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I did some work, I haven’t been paid and I haven’t got a contract, What can I do?

In this situation you are entitled to sue for Quantum meruit a Latin term generically meaning “what one deserves” or “what a job is worth”.  Quantum Meruit is an action for payment or reimbursement of costs which were incurred, or the reimbursement of the reasonable value of the services performed. An action in Quantum Meruit will only arise when work has been completed by one party which provided a benefit to another, where no agreed value was determined and in most cases where , a contract had not been entered into.

Some examples of claims in Quantum Meruit are as follows:-

  1. Bob the Builder is a contractor. Sam is an owner of a house. Bob is asked by Sam to do work on a property. Bob and Sam do not enter into a contract, nor is a price agreed upon but a quote is provided. Bob ends up doing work on the property but the cost far exceeds that of the quote. Bob demands payment from Sam.  Sam refuses to pay. Bob justifies the work based on the services and materials provided as well as the cost incurred. Bob would be able to claim from Sam the “reasonable value” of the work, being the cost of the materials and the reasonable labour costs incurred.
  2. Bob the builder is also the owner of Lot A. Sam is the owner of Lot B. Bob and Sam are discussing erecting a new boundary fence. Bob and Sam neither agree on the type of fence or a price.  Bob constructs the boundary fence to his liking. Bob asks Sam for half of the cost of the fence but Sam refuses. Bob can then claim from Sam, the reasonable expense for that fence (usually in the case of a boundary fence, half) as Sam benefited from the fence.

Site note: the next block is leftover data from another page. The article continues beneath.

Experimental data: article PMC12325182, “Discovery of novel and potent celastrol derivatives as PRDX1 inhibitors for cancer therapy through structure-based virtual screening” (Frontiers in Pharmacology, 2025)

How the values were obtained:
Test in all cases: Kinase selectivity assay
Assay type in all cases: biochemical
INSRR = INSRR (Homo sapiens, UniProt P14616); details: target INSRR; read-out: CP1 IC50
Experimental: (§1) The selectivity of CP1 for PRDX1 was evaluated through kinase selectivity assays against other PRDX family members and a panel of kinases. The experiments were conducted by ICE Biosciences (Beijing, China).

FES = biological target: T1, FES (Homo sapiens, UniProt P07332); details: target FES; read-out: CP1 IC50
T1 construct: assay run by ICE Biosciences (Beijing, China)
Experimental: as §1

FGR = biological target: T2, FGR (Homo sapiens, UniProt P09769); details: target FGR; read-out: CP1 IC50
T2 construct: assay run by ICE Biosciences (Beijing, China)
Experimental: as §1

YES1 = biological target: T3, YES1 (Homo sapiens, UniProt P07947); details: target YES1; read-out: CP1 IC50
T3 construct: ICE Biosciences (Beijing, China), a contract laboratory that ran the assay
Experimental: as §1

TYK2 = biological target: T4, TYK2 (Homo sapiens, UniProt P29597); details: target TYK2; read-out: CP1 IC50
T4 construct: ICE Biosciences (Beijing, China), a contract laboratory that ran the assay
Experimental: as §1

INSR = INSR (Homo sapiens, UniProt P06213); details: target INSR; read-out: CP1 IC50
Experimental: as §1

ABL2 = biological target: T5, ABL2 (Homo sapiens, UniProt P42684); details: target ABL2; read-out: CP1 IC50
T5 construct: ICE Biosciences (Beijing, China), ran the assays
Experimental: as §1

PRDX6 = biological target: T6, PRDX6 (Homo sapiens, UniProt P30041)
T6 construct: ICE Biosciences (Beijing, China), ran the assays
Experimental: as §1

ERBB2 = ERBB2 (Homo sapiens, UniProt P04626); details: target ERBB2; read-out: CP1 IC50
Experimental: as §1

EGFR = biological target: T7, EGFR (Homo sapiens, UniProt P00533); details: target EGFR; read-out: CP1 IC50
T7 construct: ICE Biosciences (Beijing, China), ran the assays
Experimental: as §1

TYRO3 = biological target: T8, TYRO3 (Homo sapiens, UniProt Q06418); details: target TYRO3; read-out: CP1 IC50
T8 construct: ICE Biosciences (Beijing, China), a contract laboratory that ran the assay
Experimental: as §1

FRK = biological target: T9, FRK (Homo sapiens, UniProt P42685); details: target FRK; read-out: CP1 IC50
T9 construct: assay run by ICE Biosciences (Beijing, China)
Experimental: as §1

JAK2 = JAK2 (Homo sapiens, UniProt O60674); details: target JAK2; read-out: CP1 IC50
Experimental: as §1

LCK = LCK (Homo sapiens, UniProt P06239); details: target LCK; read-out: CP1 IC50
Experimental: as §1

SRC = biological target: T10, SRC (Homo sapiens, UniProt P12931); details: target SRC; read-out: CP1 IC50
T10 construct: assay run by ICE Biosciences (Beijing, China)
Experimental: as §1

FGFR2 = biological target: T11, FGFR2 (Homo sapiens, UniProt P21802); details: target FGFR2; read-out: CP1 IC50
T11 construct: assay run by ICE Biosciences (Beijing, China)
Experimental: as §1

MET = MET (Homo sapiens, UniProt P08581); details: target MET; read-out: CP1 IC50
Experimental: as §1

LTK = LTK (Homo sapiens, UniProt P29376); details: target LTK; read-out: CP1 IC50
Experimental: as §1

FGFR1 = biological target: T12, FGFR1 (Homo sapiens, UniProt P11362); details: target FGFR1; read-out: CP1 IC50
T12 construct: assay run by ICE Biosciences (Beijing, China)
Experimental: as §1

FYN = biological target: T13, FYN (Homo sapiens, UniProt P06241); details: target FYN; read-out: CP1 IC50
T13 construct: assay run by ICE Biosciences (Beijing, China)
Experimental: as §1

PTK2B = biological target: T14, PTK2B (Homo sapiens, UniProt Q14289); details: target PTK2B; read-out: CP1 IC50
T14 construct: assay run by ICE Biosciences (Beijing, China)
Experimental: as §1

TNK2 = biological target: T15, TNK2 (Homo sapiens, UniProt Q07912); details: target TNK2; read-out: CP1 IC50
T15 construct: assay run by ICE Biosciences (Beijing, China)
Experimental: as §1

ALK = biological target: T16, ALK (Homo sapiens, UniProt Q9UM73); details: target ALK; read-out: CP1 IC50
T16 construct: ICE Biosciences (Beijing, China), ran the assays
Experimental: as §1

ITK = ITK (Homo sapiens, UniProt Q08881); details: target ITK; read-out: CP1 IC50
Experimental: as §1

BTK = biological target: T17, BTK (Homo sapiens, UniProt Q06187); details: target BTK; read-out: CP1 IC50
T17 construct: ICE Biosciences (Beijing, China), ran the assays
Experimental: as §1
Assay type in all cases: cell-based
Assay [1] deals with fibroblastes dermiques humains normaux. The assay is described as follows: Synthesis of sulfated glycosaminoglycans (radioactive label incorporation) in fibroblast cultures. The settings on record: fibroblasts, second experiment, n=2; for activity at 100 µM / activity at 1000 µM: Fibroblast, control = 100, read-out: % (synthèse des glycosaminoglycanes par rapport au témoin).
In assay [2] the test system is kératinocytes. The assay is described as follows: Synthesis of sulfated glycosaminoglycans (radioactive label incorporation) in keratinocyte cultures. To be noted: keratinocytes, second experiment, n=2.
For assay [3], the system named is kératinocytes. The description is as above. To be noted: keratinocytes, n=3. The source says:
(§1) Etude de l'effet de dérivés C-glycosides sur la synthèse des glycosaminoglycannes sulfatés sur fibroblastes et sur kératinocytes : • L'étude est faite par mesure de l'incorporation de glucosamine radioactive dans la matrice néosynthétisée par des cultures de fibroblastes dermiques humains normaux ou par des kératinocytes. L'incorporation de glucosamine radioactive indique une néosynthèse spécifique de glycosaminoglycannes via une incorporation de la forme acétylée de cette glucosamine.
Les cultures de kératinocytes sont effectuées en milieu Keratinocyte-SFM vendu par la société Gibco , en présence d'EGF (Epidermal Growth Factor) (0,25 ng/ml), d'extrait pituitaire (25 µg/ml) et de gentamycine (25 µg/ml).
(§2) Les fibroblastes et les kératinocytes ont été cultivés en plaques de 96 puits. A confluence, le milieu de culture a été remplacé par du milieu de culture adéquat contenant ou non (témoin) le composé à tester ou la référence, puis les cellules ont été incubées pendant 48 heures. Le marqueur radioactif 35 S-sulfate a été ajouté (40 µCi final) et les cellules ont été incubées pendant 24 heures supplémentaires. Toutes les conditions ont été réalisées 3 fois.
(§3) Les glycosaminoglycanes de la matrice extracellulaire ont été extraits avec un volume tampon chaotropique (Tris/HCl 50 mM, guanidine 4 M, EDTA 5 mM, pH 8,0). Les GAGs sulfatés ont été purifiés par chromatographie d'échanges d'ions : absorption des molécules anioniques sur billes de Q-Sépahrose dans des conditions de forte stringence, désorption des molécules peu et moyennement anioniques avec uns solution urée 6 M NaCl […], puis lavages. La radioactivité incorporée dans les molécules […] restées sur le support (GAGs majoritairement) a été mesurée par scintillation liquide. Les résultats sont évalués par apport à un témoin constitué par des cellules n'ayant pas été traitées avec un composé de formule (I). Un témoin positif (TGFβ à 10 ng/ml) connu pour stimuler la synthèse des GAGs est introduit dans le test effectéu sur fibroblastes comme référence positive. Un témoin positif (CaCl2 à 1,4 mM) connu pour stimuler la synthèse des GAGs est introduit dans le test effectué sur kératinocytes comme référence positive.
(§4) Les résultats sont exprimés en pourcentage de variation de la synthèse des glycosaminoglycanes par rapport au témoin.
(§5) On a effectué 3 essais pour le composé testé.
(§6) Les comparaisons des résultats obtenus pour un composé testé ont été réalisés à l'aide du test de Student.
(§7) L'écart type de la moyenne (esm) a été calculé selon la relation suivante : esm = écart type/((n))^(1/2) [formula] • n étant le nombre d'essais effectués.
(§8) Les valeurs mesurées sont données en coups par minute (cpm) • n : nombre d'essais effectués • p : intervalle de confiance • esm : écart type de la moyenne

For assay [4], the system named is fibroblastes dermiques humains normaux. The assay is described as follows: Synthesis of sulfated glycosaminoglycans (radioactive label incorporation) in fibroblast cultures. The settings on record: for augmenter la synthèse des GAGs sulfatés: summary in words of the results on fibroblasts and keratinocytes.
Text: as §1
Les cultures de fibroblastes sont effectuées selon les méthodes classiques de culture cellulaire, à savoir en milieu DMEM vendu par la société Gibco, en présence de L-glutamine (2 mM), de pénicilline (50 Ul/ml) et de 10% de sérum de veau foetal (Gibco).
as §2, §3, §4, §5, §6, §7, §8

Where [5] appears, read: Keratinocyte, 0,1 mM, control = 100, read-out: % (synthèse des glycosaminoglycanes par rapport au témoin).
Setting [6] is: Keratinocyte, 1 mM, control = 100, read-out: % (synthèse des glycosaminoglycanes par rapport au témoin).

The test:-

The three elements in which the court will determine if a party has been unjustly enriched are:-

  1. Has a party been enriched by the receipt  of a “benefit”;
  2. Was this “benefit” gained at the “expense of a contractor”; and
  3. Would it be “unjust” to allow the first party to retain the benefit.

What if there is a contract:-

Although most Quantum Meruit actions do not have contracts, an action can be brought in Quantum Meruit where a contract is still on foot. Some instances where an action can be brought are as follows:-

  1. There is no price fixed by the contract or pricing mechanism indicated;
  2. There is a quasi-contract (ie where someone starts work on a site whilst still negotiating the  express terms of the contract);
  3. Work commencing outside of a contract (ie on building contracts where the owner requests of the contractor an additional item of work not specifically listed in the contract); or
  4. The contract on foot is determined void, unenforceable or terminated but work still resulted in a benefit.

Does it have to go to court?

Quatum Meriut cases need not only be run through a court but can also be run through Queensland Civil and Administrative Tribunal or the Small Claims Tribunal if the amount claimed is small.

Conclusion:

In most cases, Quantum Meriut action’s aim to reimburse to a reasonable value, a contractor or individual for works undertaken. In some cases, they can be beneficial, in others; the reasonable value of the work may be estimated to be far less than what was claimed. Ultimately, if you receive a benefit for work undertaken, be prepared to pay the reasonable value of the work.
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Charles Lethbridge

Charles Lethbridge

  • Senior Associate
  • Commercial Litigation
  • Direct line: 07 5506 8240
  • Mobile: 0421 885 195